Back-to-school shoppers to get weekend break from state sales tax

Wednesday, July 30, 2014 | 5:33 p.m. CDT; updated 7:07 a.m. CDT, Thursday, July 31, 2014

COLUMBIA — Shoppers can load up on school supplies and save some money this weekend.

From 12:01 a.m. Friday through Sunday, shoppers buying certain school supplies, clothing and computer devices will be not be charged the state sales tax of 4.225 percent on those purchases, according to the Missouri Department of Revenue. The state established the back-to-school tax holiday in 2003.

Eligible and ineligible items


Purchases exempt from state sales tax this weekend include:

Clothing of $100 or less: Clothing and footwear, as well as material used to make school uniforms.

School supplies less than $50: School items that are typically used in classrooms such as textbooks, paper, writing utensils, backpacks and handheld calculators.

Personal computers under $3,500: Laptops, desktops and computer accessories such as keyboards, mouses and printers.

Computer software under $350

Not eligible:

Watches, radios, jewelry, handbags, umbrellas, sporting equipment and headphones.

For more information on the holiday sales tax and what it means to vendors and consumers, a complete list of items included or exempted, a list of cities, counties and districts opting out of the holiday sales tax, visit the Missouri Department of Revenue's website.

Boone County and Columbia opted out of the holiday, so customers will still have to pay county and city sales taxes.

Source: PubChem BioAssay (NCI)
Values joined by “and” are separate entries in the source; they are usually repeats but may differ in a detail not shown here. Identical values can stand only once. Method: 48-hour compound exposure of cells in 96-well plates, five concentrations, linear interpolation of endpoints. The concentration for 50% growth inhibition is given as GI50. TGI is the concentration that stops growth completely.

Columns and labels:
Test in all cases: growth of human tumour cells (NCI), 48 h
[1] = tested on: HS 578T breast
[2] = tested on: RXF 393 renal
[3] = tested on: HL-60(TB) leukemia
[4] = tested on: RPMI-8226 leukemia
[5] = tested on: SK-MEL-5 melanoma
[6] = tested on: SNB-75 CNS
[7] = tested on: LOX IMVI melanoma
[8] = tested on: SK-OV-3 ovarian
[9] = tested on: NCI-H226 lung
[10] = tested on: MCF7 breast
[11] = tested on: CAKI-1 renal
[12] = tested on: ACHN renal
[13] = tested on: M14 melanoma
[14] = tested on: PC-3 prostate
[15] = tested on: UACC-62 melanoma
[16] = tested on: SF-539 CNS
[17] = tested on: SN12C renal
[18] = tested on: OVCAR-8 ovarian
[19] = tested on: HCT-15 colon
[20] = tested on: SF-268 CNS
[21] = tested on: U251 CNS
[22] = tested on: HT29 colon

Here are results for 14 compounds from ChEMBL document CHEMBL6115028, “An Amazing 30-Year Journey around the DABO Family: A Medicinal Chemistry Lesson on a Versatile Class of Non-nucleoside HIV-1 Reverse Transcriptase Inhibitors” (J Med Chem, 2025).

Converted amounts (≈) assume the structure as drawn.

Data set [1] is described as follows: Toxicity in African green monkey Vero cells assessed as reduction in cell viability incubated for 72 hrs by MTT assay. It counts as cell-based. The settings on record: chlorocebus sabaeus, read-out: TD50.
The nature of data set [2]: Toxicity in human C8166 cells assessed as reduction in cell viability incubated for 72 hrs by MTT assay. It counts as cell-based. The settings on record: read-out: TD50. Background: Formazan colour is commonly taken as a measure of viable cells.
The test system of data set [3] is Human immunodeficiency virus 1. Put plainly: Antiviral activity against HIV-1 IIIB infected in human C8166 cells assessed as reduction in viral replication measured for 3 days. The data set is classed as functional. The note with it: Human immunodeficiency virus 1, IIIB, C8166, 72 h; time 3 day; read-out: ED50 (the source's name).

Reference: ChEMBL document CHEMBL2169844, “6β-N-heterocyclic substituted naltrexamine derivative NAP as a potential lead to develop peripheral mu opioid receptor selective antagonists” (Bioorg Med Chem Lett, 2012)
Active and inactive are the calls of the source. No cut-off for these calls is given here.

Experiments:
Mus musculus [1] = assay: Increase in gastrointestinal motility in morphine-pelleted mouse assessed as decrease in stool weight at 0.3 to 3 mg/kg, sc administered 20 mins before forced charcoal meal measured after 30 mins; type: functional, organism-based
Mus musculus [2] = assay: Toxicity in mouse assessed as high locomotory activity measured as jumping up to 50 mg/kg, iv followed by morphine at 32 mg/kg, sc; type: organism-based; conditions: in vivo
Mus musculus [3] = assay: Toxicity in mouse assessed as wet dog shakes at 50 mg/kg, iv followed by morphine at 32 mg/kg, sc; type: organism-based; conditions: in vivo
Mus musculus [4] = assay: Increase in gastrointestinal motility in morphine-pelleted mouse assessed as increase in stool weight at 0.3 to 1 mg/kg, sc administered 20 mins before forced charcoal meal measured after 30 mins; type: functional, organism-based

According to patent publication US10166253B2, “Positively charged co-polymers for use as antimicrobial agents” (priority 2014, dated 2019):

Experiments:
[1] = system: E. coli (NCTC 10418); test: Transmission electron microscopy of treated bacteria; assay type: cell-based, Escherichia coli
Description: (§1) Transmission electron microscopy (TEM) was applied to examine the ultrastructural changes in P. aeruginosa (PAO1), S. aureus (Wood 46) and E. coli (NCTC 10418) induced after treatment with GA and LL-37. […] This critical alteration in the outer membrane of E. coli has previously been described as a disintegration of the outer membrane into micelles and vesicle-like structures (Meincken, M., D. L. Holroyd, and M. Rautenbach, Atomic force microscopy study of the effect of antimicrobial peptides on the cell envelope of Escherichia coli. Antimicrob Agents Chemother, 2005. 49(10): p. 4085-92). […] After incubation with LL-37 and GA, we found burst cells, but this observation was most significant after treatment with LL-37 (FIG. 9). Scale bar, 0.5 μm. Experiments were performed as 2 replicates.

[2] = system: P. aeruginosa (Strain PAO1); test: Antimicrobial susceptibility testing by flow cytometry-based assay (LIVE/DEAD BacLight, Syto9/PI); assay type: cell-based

"The primary reason for opting out would be to not lose that revenue source," said Lynn Cannon, assistant finance director for Columbia. "If the city were to forgo those funds, it results in less money available for city operations."

The Columbia City Council has opted out of the holiday sales tax since the tax holiday began in 2003. In 2006, the council passed an ordinance to opt out permanently.

Sales tax in 2013 accounted for 39 percent of the revenue in the city's general fund, which is used for general operations such as police, fire and administration, Cannon said.

Columbia's dedicated sales tax, which is 2 percent, goes to four different sources.  One percent goes to the general funds, while a quarter-cent tax goes to capital improvements, another quarter-cent helps fund parks and the remaining half-cent goes to transportation, Cannon said.

Sales tax accounts for 70 percent of revenue for the Boone County government, Northern District Commissioner Janet Thompson said.

Shoppers in Columbia will still save money by not paying the state sales tax. For example, if they buy a $1,000 laptop, they would save $42.25.

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